Continuous variables systems find valuable applications in quantum information processing. To deal with an infinite-dimensional Hilbert space, one in general has to handle large numbers of discretized measurements in tasks such as entanglement detection. Here we employ the continuous transverse spatial variables of photon pairs to experimentally demonstrate novel entanglement criteria based on a periodic structure of coarse-grained measurements. The periodization of the measurements allows for an efficient evaluation of entanglement using spatial masks acting as mode analyzers over the entire transverse field distribution of the photons and without the need to reconstruct the probability densities of the conjugate continuous variables. Our experimental results demonstrate the utility of the derived criteria with a success rate in entanglement detection of $\sim60\%$ relative to $7344$ studied cases.

We prove a generalized fluctuation-dissipation theorem for a certain class of out-of-time-ordered correlators (OTOCs) with a modified statistical average, which we call bipartite OTOCs, for general quantum systems in thermal equilibrium. The difference between the bipartite and physical OTOCs defined by the usual statistical average is quantified by a measure of quantum fluctuations known as the Wigner-Yanase skew information. Within this difference, the theorem describes a universal relation between chaotic behavior in quantum systems and a nonlinear-response function that involves a time-reversed process. We show that the theorem can be generalized to higher-order $n$-partite OTOCs as well as in the form of generalized covariance.

The restricted Boltzmann machine (RBM) is one of the fundamental building blocks of deep learning. RBM finds wide applications in dimensional reduction, feature extraction, and recommender systems via modeling the probability distributions of a variety of input data including natural images, speech signals, and customer ratings, etc. We build a bridge between RBM and tensor network states (TNS) widely used in quantum many-body physics research. We devise efficient algorithms to translate an RBM into the commonly used TNS. Conversely, we give sufficient and necessary conditions to determine whether a TNS can be transformed into an RBM of given architectures. Revealing these general and constructive connections can cross-fertilize both deep learning and quantum many-body physics. Notably, by exploiting the entanglement entropy bound of TNS, we can rigorously quantify the expressive power of RBM on complex data sets. Insights into TNS and its entanglement capacity can guide the design of more powerful deep learning architectures. On the other hand, RBM can represent quantum many-body states with fewer parameters compared to TNS, which may allow more efficient classical simulations.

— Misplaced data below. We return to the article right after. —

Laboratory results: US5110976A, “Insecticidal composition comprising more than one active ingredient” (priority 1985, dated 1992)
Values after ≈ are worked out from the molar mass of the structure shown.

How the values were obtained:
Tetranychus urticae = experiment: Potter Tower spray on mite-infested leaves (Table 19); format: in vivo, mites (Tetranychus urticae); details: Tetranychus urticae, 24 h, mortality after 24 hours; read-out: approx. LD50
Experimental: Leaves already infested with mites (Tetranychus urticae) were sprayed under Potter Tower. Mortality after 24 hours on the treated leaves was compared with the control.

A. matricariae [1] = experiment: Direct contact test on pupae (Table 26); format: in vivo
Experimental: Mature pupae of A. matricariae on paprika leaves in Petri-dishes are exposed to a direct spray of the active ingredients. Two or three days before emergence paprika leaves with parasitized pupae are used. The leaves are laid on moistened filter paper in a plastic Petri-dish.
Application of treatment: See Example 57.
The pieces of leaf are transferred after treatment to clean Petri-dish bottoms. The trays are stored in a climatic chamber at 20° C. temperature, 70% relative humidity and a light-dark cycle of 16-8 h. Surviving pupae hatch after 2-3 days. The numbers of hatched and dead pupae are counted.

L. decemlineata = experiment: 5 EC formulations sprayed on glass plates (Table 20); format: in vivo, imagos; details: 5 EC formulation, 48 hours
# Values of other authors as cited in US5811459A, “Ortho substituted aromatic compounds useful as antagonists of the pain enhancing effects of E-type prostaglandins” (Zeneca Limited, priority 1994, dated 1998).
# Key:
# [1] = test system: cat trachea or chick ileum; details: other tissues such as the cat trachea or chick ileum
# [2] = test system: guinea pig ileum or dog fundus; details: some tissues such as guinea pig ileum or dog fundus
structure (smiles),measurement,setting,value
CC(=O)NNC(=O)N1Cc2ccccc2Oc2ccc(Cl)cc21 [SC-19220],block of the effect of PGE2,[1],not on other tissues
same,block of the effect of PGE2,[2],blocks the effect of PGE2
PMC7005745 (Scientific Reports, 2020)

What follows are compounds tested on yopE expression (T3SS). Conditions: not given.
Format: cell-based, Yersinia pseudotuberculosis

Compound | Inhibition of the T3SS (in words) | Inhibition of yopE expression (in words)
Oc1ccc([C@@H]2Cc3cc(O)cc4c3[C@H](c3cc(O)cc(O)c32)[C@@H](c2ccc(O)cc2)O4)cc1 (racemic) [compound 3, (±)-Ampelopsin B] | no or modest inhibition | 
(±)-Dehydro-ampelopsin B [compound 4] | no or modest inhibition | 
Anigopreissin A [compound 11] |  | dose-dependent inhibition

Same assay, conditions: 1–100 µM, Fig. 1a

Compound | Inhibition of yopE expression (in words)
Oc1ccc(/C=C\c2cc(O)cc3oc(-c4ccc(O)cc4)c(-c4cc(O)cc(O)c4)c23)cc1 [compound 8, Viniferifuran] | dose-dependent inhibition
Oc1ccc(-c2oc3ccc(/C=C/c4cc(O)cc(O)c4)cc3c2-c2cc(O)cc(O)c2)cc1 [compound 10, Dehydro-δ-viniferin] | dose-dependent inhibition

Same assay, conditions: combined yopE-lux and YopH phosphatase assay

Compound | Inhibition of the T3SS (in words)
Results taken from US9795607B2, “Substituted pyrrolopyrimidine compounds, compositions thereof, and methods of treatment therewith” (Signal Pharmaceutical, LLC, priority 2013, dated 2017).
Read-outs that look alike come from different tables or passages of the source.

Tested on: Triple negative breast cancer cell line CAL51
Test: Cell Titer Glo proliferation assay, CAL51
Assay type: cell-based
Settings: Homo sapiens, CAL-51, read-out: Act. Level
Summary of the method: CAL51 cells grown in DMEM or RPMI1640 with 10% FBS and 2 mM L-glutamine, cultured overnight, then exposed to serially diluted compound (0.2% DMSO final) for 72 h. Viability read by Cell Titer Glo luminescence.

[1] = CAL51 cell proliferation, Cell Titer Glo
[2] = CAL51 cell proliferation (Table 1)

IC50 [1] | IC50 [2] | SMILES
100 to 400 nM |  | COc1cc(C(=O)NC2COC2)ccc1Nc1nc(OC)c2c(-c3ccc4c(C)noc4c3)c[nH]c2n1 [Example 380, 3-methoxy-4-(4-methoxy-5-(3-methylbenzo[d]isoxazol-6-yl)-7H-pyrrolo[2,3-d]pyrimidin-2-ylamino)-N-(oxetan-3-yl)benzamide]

We report a study of the Majorana geometrical representation of a qutrit, where a pair of points on a unit sphere represents its quantum states. A canonical form for qutrit states is presented, where every state can be obtained from a one-parameter family of states via $SO(3)$ action. The notion of spin-1 magnetization which is invariant under $SO(3)$ is geometrically interpreted on the Majorana sphere. Furthermore, we describe the action of several quantum gates in the Majorana picture and experimentally implement these gates on a spin-1 system (an NMR qutrit) oriented in a liquid crystalline environment. We study the dynamics of the pair of points representing a qutrit state under various useful quantum operations and connect them to different NMR operations. Finally, using the Gell Mann matrix picture we experimentally implement a scheme for complete qutrit state tomography.

We present and discuss perspectives of current developments on advanced quantum optical circuits monolithically integrated in the lithium niobate platform. A set of basic components comprising photon pair sources based on parametric down conversion (PDC), passive routing elements and active electro-optically controllable switches and polarisation converters are building blocks of a toolbox which is the basis for a broad range of diverse quantum circuits. We review the state-of-the-art of these components and provide models that properly describe their performance in quantum circuits. As an example for applications of these models we discuss design issues for a circuit providing on-chip two-photon interference. The circuit comprises a PDC section for photon pair generation followed by an actively controllable modified Mach-Zehnder structure for observing Hong-Ou-Mandel (HOM) interference. The performance of such a chip is simulated theoretically by taking even imperfections of the properties of the individual components into account.